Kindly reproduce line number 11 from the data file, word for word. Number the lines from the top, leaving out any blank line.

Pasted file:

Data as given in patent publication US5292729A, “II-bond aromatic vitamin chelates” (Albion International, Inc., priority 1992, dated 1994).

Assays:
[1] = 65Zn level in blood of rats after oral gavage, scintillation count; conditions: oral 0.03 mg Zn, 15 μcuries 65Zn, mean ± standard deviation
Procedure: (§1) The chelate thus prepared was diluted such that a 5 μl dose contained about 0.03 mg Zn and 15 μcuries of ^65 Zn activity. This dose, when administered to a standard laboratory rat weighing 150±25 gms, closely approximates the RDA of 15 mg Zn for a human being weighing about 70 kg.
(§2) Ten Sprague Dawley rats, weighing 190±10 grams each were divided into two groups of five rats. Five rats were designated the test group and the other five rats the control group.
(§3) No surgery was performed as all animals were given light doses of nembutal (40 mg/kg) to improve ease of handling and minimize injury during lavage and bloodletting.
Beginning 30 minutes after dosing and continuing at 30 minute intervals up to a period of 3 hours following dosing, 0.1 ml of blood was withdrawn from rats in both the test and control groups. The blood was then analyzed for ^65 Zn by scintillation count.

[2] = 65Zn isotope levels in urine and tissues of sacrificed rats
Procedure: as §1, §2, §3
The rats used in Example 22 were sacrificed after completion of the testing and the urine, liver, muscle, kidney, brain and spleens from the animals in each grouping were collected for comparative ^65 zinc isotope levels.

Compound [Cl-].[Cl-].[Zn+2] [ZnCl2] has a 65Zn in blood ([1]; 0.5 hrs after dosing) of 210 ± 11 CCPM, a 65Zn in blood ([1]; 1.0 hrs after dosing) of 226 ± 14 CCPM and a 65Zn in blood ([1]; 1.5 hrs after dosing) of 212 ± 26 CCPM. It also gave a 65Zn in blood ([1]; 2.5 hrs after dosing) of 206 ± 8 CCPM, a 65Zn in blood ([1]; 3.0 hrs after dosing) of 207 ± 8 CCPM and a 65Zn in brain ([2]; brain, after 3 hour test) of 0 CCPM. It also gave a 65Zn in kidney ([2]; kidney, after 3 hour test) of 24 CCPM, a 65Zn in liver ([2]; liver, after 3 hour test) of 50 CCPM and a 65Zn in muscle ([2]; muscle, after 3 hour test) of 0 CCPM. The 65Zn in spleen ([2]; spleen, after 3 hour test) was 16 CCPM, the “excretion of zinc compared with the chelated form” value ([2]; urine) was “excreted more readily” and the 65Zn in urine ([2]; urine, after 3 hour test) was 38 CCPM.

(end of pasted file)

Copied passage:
Compound [Cl-].[Cl-].[Zn+2] [ZnCl2] has a 65Zn in blood ([1]; 0.5 hrs after dosing) of 210 ± 11 CCPM, a 65Zn in blood ([1]; 1.0 hrs after dosing) of 226 ± 14 CCPM and a 65Zn in blood ([1]; 1.5 hrs after dosing) of 212 ± 26 CCPM. It also gave a 65Zn in blood ([1]; 2.5 hrs after dosing) of 206 ± 8 CCPM, a 65Zn in blood ([1]; 3.0 hrs after dosing) of 207 ± 8 CCPM and a 65Zn in brain ([2]; brain, after 3 hour test) of 0 CCPM. It also gave a 65Zn in kidney ([2]; kidney, after 3 hour test) of 24 CCPM, a 65Zn in liver ([2]; liver, after 3 hour test) of 50 CCPM and a 65Zn in muscle ([2]; muscle, after 3 hour test) of 0 CCPM. The 65Zn in spleen ([2]; spleen, after 3 hour test) was 16 CCPM, the “excretion of zinc compared with the chelated form” value ([2]; urine) was “excreted more readily” and the 65Zn in urine ([2]; urine, after 3 hour test) was 38 CCPM.